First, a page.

Science research roundup: February 2020

Researchers in Arts & Sciences recently received awards from NASA, the National Science Foundation, and the National Institutes of Health.

Henric Krawczynski, the Wayman Crow Professor of Physics, received a $2,540,953 grant from NASA for a project titled "Observation of Neutron Stars and Black Holes with the Second-Generation Hard X-Ray Polarimetry Mission XL-Calibur." The balloon-borne telescope builds on successes from the team's previous campaign. Read more about XL-Calibur in the Source.

Erik Herzog, professor of biology, along with Diana Jose-Edwards, program coordinator for WUSTL ENDURE, won a $2,339,860 award from the National Institutes of Health to support "BP-ENDURE: The St. Louis Neuroscience Pipeline." Herzog also received a $27,542 Pilot Project Award from the Hope Center to support internet of things (IoT) monitoring of rodent home-cages to understand circadian disruption and working memory.

Kun Wang, assistant professor in the Department of Earth and Planetary Sciences, won the European Association of Geochemistry’s 2020 Houtermans Award. The F.G. Houtermans Award recognizes exceptional contributions to geochemistry by scientists within 12 years of starting their PhD. Read more from EPS.

Douglas Chalker, professor of biology, won a $731,769 award from the National Science Foundation for collaborative research on intracellular patterning in the ciliate cell cortex.

Henry Rohrs, instrumentation specialist in the Department of Chemistry, along with collaborators from Protein Metrics Inc., received a $430,002 award from the National Institutes of Health to support their project titled "Integrated Platform for Mass-Spectrometric Studies of Protein Structure."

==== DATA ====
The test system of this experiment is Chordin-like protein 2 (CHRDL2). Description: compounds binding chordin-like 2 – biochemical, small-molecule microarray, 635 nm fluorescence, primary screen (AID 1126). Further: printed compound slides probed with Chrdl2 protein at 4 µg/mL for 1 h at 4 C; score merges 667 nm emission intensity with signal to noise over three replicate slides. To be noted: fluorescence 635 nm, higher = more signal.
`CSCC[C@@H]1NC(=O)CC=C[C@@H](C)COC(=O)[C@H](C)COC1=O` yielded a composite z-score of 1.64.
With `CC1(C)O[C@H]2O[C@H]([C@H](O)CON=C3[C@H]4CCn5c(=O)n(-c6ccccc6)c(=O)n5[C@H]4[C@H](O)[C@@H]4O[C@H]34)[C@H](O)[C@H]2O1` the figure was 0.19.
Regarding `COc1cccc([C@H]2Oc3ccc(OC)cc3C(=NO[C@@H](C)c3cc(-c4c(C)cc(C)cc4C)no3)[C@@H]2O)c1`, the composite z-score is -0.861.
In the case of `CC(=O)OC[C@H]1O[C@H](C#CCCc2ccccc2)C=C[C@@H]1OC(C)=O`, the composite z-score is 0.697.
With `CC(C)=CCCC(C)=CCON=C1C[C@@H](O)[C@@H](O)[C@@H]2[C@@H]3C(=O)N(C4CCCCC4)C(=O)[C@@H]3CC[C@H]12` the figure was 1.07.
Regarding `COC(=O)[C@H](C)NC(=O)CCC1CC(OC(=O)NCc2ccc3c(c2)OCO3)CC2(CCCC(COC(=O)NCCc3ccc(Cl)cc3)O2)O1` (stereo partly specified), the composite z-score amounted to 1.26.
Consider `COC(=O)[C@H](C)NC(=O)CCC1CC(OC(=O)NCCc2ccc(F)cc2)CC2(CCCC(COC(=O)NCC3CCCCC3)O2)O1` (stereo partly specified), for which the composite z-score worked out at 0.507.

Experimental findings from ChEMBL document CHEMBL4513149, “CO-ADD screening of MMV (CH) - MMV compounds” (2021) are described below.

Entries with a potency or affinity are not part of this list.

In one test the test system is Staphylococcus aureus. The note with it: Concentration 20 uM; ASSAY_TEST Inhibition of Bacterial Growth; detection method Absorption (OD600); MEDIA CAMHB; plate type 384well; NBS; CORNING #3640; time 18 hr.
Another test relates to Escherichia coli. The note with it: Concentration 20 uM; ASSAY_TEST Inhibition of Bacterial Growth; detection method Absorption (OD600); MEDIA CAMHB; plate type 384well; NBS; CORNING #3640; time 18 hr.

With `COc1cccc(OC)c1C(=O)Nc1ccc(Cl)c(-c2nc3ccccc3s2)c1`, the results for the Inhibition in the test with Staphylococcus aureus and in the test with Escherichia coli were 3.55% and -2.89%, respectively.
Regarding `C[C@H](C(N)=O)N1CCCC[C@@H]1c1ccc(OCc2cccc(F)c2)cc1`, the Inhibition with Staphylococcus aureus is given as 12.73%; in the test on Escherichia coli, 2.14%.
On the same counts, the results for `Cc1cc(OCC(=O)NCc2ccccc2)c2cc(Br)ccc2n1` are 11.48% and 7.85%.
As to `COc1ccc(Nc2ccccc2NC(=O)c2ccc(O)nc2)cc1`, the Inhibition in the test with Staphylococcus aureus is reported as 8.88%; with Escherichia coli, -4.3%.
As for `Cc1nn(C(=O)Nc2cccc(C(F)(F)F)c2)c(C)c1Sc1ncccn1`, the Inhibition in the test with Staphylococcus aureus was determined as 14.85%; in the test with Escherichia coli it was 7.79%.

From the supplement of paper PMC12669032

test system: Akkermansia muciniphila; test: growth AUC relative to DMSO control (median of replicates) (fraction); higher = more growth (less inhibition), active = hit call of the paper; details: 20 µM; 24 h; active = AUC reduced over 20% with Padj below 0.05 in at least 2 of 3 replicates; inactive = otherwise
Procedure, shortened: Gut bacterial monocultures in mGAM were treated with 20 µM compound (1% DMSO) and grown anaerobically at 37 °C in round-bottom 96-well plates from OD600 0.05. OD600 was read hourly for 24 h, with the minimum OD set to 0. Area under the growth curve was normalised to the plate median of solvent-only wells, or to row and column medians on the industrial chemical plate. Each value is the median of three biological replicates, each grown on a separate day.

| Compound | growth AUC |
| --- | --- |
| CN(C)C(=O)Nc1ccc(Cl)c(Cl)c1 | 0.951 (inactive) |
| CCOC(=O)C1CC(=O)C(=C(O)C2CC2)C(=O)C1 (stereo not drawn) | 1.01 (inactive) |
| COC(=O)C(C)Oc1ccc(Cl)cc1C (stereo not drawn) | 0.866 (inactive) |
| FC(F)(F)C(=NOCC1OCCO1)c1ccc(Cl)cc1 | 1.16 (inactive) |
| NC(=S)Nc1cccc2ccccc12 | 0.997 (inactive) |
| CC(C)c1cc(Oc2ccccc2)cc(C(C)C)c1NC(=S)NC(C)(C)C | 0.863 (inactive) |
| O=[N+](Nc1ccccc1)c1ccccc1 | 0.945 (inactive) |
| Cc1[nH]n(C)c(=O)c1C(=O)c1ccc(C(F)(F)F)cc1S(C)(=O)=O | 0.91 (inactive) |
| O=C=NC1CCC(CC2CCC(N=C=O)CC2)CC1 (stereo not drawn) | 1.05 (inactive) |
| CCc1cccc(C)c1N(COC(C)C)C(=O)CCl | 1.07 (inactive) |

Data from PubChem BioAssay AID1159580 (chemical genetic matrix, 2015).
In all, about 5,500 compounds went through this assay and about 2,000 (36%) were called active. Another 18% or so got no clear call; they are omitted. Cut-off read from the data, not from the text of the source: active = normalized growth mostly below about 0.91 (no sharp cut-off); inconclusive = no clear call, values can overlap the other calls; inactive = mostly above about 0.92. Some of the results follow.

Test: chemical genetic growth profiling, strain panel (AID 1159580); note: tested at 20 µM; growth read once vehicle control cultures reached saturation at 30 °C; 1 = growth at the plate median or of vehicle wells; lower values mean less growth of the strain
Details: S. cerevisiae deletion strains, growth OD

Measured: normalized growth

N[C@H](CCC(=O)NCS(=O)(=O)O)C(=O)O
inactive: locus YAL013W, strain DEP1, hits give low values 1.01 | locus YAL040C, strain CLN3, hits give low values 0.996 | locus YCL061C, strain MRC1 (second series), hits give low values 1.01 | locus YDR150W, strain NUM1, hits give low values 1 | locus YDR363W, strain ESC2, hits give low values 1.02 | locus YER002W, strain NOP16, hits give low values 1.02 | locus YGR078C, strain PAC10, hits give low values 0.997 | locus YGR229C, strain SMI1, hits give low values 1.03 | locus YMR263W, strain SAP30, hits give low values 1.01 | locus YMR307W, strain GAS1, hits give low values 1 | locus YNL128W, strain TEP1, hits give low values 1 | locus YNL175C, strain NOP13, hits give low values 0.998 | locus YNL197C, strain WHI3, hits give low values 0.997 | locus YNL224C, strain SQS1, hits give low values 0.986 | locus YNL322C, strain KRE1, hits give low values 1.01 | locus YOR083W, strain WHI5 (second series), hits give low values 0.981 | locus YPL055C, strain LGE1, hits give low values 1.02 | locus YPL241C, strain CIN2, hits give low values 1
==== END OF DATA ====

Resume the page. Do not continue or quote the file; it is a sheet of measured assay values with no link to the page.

The American Association for the Advancement of Science (AAAS) has elected Deanna Barch, professor and chair of psychological and brain sciences, chair-elect of its Section on Psychology, one of 24 specialized AAAS sections.

Manel Errando, assistant professor of physics, received a $299,097 research grant from NASA for gamma-ray detectors for line spectroscopy.

Ariela Schachter, assistant professor of sociology, received a $290,714 grant from the National Science Foundation for collaborative research on "The Geography of Information: Testing the Effects of Unequal Information in the Market for Rental Housing."

The Association for Psychological Science (APS) has named Thomas Rodebaugh, professor of psychological and brain sciences and director of clinical training, an APS Fellow. The association awards fellow status to members who have made sustained and outstanding contributions to the science of psychology in research, teaching, service, or application.

Did we miss something? Contact Shawn Ballardcommunications specialist in Arts & Sciences.